Instead of the wandering pack of zombies that throng Bourbon Street, it’s not uncommon to turn a corner and confront a wall of immobile spectators clearly clustered around something (or someone). Parting the crowd, or angling your way to a better view, you might find an acrobat, or a juggler, a contortionist, or even a fire eater. The crowds are big because part of the performer's schtick involves roping in wandering spectators like yourself. But fear not, settle in, and enjoy the show. It’s all good fun.

The street performance artist's show is often doled out in equal measures of performance and kibitzing. They may ask someone from the crowd to come up and hold a rope, or shackle them into a box, etc. If selected to “volunteer” for this, rest assured they have no interest in hurting you. They’ll probably make fun of you or where you’re from. But it’s all good-natured. They really have nothing against Omaha. During their next show they’ll pick on somebody from Tampa.

More than anything, they hope you enjoy the show. Typically, whatever the performance is, it will be inventive, clever, and fairly well rehearsed, displaying a truly tip-worthy talent.

Tipping & Photos

You’re likely to see musicians and other street performers throughout New Orleans all year long. But they are particularly popular during Mardi Gras, and, like all merchants, hope to make the bulk of their annual salary during this period. Feel free to enjoy their work. No reservations required. They’ll accept you however you are attired, and in whatever setting or "condition" you present yourself. But bear in mind that theirs is truly a gift, and if their work has in any way added to your visit, compensating them in some small way is right and proper, and ensures that the next group of visitors can enjoy them as well.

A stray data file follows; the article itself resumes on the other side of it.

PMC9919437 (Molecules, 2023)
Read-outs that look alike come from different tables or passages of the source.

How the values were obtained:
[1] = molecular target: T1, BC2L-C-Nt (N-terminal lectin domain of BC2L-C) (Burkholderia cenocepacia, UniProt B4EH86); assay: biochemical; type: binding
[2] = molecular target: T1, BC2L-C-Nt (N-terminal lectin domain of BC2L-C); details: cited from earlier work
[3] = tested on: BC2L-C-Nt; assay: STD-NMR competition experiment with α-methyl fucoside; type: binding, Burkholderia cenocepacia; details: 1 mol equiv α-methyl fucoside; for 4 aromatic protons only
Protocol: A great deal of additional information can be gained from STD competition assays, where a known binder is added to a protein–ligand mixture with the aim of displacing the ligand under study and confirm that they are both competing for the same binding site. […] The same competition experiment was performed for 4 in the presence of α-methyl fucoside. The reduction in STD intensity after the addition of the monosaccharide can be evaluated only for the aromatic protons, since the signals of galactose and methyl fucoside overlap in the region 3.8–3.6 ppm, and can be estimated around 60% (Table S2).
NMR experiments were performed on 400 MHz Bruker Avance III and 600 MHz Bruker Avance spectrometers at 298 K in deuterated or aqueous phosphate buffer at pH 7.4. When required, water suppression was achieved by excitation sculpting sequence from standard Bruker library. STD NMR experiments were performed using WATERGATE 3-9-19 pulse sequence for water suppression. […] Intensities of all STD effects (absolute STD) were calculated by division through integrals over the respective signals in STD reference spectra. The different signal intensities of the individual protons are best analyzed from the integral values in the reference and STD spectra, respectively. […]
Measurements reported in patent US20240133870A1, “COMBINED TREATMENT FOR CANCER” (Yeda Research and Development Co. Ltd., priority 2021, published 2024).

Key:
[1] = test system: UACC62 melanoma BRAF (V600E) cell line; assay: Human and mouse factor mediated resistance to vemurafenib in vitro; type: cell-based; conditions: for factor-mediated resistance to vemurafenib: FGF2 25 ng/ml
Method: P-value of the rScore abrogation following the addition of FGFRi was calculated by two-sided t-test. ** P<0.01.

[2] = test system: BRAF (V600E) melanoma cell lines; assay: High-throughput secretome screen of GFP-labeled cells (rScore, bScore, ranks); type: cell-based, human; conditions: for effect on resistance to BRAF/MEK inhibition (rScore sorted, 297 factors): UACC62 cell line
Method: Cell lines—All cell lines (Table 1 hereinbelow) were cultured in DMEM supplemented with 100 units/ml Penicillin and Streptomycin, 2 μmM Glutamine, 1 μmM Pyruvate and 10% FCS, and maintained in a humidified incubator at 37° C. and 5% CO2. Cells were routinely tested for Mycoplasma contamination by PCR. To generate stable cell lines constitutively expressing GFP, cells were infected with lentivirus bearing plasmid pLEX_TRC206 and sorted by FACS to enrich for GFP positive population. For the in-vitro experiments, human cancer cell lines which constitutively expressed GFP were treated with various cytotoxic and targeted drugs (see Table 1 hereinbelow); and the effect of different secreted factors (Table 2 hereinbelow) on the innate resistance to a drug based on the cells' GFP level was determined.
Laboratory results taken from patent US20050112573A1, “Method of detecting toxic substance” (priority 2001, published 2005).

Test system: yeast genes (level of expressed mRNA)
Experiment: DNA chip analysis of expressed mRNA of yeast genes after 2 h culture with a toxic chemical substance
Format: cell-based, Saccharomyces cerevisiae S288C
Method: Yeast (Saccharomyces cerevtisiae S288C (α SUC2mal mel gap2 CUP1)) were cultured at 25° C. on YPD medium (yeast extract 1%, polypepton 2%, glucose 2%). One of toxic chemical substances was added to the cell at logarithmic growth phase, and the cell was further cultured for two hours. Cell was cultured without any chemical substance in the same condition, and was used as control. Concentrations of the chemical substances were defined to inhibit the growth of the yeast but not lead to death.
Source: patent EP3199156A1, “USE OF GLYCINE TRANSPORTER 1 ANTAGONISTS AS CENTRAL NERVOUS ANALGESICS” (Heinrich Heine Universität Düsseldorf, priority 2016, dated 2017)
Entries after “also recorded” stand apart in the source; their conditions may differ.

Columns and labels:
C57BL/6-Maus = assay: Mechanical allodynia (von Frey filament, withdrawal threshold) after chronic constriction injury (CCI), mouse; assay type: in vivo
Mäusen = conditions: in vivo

While the performers generally don’t demand tips (they may suggest it), their shows are typically worth a little something. Look for the "hat", and encourage others to chip in as well.

If you liked the show and took photos, or asked to have your picture taken with the performer, you clearly enjoyed it, and should compensate them for their time and effort. It’s a memory that will last you a lifetime. Surely that’s worth something to you. Nobody is going to chase you down and make you pay, but if you valued the show at all, making sure they can continue doing it is the right thing to do.

Sources (and External Links)

The author/editor is indebted to others for the content in this article. While the final product on this page is ours, and we claim full ownership and responsibility for same, what you read here is based on our research, which led us to the following sources of information:

1. Experience New Orleans: New Orleans Fact - History Eccentricity, and Originality

2. About (dot com): Go New Orleans: How the Streets of New Orleans Were Named

3. Ingram Hau (dot com)s

4. Sports Venues: Superdome in New Orleans

5. A View On Cities: Superdome; Louisiana Superdome

6. Great Buildings (dot com): Louisiana Superdome